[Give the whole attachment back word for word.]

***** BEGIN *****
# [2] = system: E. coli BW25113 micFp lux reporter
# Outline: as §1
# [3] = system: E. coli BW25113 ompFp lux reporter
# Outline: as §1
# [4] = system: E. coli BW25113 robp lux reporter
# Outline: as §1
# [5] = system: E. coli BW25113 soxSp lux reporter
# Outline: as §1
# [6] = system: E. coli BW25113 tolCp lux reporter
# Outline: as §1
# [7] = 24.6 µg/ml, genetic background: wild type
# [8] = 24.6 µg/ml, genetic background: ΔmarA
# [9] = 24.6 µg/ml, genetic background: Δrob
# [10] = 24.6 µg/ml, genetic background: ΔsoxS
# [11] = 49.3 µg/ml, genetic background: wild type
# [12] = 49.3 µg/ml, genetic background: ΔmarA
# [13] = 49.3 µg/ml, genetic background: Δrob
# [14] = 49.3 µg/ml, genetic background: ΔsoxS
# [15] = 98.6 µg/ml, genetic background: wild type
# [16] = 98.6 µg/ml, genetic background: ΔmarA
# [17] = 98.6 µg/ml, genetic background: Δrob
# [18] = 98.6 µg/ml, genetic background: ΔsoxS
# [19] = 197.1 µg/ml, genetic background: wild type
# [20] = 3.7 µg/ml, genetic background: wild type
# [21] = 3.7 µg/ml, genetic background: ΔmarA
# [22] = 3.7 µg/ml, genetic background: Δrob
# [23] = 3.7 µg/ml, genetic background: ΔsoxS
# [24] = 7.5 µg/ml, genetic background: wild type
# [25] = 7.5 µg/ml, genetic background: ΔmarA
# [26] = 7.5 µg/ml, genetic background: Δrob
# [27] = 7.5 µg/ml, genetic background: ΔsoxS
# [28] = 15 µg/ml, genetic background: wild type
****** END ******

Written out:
# [2] = system: E. coli BW25113 micFp lux reporter
# Outline: as §1
# [3] = system: E. coli BW25113 ompFp lux reporter
# Outline: as §1
# [4] = system: E. coli BW25113 robp lux reporter
# Outline: as §1
# [5] = system: E. coli BW25113 soxSp lux reporter
# Outline: as §1
# [6] = system: E. coli BW25113 tolCp lux reporter
# Outline: as §1
# [7] = 24.6 µg/ml, genetic background: wild type
# [8] = 24.6 µg/ml, genetic background: ΔmarA
# [9] = 24.6 µg/ml, genetic background: Δrob
# [10] = 24.6 µg/ml, genetic background: ΔsoxS
# [11] = 49.3 µg/ml, genetic background: wild type
# [12] = 49.3 µg/ml, genetic background: ΔmarA
# [13] = 49.3 µg/ml, genetic background: Δrob
# [14] = 49.3 µg/ml, genetic background: ΔsoxS
# [15] = 98.6 µg/ml, genetic background: wild type
# [16] = 98.6 µg/ml, genetic background: ΔmarA
# [17] = 98.6 µg/ml, genetic background: Δrob
# [18] = 98.6 µg/ml, genetic background: ΔsoxS
# [19] = 197.1 µg/ml, genetic background: wild type
# [20] = 3.7 µg/ml, genetic background: wild type
# [21] = 3.7 µg/ml, genetic background: ΔmarA
# [22] = 3.7 µg/ml, genetic background: Δrob
# [23] = 3.7 µg/ml, genetic background: ΔsoxS
# [24] = 7.5 µg/ml, genetic background: wild type
# [25] = 7.5 µg/ml, genetic background: ΔmarA
# [26] = 7.5 µg/ml, genetic background: Δrob
# [27] = 7.5 µg/ml, genetic background: ΔsoxS
# [28] = 15 µg/ml, genetic background: wild type